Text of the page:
• She is an early riser in order to serve he family. (vs.15)
  • She is a profitable land investor. (vs. 16)
  • She has strong arms. (vs.17)
  • She cares for poor and needy people. (vs.20)
  • Her actions help make her husband famous. (vs. 23)
  • She speaks with wisdom and kindness. (vs.26)
  • She fears the LORD. (vs.30)
  • Her deeds are praised. (vs. 31)

Does anything in this list make you uneasy? I’m slightly scared of this type of woman! Surely only men are supposed to strengthen their arms? However King Lemuel, the writer of Proverbs 31, and highly influenced by his mother, thought differently (“The words of King Lemuel, the utterance which his mother taught him:” – Proverbs 31:1).
Unlike our world’s idea of a wife having a demeaning role in the home and in society, Proverbs portrays an extremely positive and powerful picture of a married woman who is godly and wise. This woman has strength in many areas. She supports her husband’s work and makes him the talk of the town. People assess her, nudge the lucky husband, and say, “You did well with her, buddy! (or say it under Facebook pics of her!)”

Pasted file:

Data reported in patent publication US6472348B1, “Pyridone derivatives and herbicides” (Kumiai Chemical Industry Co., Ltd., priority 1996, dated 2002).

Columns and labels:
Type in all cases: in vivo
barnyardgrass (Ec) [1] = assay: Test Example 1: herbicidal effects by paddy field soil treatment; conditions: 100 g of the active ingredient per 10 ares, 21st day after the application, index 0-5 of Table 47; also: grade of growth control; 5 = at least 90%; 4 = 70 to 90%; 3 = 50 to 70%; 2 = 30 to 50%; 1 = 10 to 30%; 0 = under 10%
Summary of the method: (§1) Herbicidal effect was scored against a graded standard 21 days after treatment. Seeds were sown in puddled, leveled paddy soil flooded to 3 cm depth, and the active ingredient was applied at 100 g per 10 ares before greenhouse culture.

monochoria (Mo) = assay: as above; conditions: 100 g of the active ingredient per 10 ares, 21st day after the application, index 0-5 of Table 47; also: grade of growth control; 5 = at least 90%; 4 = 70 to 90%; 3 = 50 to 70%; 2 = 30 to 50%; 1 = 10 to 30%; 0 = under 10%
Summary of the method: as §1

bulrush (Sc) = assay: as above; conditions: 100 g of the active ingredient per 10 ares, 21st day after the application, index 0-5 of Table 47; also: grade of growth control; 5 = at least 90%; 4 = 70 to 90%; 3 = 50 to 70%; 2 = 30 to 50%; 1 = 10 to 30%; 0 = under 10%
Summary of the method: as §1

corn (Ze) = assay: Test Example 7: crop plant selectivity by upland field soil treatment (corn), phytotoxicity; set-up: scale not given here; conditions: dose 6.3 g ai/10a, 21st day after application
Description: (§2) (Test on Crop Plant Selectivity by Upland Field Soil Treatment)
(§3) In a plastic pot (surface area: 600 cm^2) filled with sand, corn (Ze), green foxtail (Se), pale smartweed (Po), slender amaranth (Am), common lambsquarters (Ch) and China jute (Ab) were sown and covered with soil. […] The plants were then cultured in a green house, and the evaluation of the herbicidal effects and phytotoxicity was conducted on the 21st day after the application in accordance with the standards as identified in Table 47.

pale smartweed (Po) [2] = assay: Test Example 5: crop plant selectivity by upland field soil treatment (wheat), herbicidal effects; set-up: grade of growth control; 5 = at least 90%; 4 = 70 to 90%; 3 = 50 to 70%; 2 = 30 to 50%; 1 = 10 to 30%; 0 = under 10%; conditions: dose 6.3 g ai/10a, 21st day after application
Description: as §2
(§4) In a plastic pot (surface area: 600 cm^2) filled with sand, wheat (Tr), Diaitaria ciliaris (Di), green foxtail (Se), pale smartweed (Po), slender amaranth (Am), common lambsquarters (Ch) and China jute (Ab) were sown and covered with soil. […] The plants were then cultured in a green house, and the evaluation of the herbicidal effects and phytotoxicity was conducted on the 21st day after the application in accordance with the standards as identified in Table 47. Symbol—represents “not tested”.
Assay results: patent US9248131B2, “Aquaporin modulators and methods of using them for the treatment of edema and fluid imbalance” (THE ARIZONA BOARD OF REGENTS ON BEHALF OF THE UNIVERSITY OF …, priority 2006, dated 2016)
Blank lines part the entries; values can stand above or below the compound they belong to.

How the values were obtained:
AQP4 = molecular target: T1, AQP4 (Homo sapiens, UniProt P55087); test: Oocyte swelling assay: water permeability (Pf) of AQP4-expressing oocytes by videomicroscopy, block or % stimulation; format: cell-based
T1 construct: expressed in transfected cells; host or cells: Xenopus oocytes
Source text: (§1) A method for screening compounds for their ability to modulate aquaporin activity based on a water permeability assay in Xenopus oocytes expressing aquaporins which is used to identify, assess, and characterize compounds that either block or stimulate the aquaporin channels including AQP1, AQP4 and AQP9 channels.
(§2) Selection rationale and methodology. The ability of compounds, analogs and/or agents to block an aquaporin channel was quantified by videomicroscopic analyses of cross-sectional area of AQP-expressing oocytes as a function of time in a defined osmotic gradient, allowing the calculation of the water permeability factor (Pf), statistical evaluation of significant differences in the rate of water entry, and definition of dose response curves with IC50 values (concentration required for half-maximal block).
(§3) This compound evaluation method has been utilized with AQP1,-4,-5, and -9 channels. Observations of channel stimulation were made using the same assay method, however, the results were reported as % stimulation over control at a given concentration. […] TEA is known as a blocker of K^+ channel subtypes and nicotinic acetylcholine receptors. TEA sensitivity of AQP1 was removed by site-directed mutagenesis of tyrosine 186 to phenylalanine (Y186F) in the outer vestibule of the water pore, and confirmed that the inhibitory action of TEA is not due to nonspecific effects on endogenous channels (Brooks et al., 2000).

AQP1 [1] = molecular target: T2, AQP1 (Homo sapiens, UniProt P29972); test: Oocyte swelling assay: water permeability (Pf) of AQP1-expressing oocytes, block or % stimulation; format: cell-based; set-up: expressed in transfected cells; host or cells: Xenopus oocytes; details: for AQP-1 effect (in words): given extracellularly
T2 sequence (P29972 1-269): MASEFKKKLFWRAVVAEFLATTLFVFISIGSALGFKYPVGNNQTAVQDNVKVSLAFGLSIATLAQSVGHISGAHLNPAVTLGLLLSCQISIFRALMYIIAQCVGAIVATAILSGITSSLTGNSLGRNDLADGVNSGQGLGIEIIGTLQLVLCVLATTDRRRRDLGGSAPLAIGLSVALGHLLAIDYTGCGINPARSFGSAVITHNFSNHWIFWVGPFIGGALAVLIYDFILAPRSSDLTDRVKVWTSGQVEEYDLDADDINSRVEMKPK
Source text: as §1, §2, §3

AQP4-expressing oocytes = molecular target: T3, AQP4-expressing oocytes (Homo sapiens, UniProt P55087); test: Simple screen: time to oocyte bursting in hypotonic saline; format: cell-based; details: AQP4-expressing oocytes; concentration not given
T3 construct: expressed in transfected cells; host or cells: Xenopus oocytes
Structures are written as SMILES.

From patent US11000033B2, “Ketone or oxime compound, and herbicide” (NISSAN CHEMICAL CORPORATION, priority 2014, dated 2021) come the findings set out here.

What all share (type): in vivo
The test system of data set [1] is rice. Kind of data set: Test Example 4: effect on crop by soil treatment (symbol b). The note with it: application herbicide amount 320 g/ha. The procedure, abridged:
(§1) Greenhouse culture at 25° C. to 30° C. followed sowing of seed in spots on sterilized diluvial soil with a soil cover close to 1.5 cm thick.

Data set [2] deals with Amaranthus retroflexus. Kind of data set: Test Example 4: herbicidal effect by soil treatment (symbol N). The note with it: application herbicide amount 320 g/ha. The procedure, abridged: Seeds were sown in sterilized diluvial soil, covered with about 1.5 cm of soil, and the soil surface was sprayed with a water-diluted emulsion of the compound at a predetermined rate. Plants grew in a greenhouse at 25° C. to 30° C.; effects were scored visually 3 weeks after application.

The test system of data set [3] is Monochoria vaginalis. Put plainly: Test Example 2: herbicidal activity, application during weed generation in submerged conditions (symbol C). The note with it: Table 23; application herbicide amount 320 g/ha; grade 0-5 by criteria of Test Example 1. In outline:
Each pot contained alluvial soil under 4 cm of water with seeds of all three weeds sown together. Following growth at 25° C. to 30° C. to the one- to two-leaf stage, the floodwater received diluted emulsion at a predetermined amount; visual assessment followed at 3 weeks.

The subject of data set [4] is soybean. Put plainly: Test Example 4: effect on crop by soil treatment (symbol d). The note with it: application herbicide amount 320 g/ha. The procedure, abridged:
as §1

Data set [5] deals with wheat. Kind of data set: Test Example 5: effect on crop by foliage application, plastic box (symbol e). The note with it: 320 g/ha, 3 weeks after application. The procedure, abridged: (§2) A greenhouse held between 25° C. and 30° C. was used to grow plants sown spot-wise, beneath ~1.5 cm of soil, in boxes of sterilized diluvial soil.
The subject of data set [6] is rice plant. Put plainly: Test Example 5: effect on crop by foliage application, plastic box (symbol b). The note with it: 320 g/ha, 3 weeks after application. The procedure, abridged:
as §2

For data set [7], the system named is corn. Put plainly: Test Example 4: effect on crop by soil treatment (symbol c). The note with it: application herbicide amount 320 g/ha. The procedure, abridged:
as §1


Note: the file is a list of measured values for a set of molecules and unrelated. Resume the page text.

The proverb we are looking at in 12:4 speaks of this type of woman crowning the head of her husband. This crowning seems to speak of honour, headship, and glory – all things that lift up the husband in the eyes of his community. He is truly blessed 2334811445_29e4083a9c to have such a wonderful wife, who supports him and doesn’t supplant his authority. The opposite type of woman mentioned has intent to cause unrest and pain to her husband. Her actions bring his status among the community into disrepute, since, as the argument goes, what wise man would have married her? A man whose wife constantly makes unwise and spiteful decisions will find his efforts to get anywhere in life severely held up. The proverb speaks of the shameful wife rotting her spouse’s bones. He is hampered in his efforts to flourish in life.